Occasionally I hear students say that they aren't very good at downward facing dog, or not flexible enough to touch their toes, or want to have stronger arms. This is usually in response to comparing oneself to others and coming up short. It is important to remember why we practice yoga. Yoga is not a competition, a skill to be improved on or a sport to be mastered. It is a practice that cultivates mindfulness, increases the flow of prana and calms the nervous system. Of course it also strengthens, stretches and purifies the body.
One of the social practices (the yamas) of yoga is "aparigraha", which means non-grasping or non-greediness. Usually this is interpreted to mean that we not take more than we need, or that we not get overly attached to physical possessions. However aparigarha can also refer to not grasping for personal qualities (I wish I was more patient) or abilities (I wish I was smarter). Grasping or wishing for something you don't have takes your awareness away from what is real - what you do have.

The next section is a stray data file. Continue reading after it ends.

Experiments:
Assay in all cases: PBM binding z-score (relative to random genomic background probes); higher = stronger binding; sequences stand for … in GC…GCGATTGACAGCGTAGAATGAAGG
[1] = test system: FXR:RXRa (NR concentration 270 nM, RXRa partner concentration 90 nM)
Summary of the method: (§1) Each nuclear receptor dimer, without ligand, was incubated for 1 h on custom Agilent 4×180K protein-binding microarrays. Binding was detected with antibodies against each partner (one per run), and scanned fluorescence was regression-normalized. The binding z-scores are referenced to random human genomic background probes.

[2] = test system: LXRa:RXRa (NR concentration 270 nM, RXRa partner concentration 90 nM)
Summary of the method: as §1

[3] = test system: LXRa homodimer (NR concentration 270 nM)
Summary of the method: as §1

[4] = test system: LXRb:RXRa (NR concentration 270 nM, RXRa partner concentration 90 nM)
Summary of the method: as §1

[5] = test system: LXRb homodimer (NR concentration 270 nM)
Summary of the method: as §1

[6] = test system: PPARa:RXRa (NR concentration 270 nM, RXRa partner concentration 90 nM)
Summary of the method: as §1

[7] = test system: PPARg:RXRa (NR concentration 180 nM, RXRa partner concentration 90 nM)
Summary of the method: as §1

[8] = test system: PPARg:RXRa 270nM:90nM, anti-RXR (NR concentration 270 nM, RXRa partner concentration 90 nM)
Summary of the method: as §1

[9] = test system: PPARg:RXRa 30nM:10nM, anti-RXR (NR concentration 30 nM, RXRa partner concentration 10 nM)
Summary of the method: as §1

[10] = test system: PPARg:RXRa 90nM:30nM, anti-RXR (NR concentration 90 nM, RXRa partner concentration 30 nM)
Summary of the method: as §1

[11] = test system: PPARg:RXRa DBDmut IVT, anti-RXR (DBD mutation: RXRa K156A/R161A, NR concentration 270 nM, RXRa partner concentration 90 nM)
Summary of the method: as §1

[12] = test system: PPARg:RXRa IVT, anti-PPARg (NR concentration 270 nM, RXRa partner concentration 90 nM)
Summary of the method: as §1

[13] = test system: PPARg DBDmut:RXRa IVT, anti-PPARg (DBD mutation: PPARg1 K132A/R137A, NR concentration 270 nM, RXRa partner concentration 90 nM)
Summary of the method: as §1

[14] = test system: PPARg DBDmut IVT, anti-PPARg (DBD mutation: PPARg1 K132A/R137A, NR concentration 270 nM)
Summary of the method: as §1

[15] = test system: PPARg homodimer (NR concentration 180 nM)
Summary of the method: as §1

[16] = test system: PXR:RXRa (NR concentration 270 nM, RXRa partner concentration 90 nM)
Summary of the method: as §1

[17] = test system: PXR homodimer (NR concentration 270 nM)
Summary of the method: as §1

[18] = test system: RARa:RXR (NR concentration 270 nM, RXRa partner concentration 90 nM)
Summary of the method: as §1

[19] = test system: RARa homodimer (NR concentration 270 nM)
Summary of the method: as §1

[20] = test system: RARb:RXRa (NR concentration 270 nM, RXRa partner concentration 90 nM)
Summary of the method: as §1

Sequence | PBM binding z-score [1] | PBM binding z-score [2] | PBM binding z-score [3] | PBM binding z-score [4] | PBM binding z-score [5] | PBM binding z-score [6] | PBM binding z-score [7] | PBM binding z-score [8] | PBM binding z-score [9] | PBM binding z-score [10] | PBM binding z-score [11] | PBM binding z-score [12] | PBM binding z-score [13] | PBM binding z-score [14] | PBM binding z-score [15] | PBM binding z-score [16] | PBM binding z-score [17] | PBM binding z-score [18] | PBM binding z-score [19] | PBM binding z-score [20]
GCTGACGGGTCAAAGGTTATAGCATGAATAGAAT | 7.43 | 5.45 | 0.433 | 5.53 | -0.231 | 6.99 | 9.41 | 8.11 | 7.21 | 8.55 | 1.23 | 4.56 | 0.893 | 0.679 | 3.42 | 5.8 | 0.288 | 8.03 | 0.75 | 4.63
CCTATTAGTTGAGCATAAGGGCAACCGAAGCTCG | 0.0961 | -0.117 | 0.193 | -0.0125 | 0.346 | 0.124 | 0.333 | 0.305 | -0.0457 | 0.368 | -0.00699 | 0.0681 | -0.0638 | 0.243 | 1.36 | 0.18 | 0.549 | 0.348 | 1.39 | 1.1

Next time you are practicing yoga, take it as an opportunity to practice aparigraha. Rather than wanting your body to be something different than it is, mindfully observe the body and breath without judgement or expectations. As you gain a deeper awareness of "what is", rather than what you wish for, you will witness your body/mind slowly and positively respond to your yoga practice.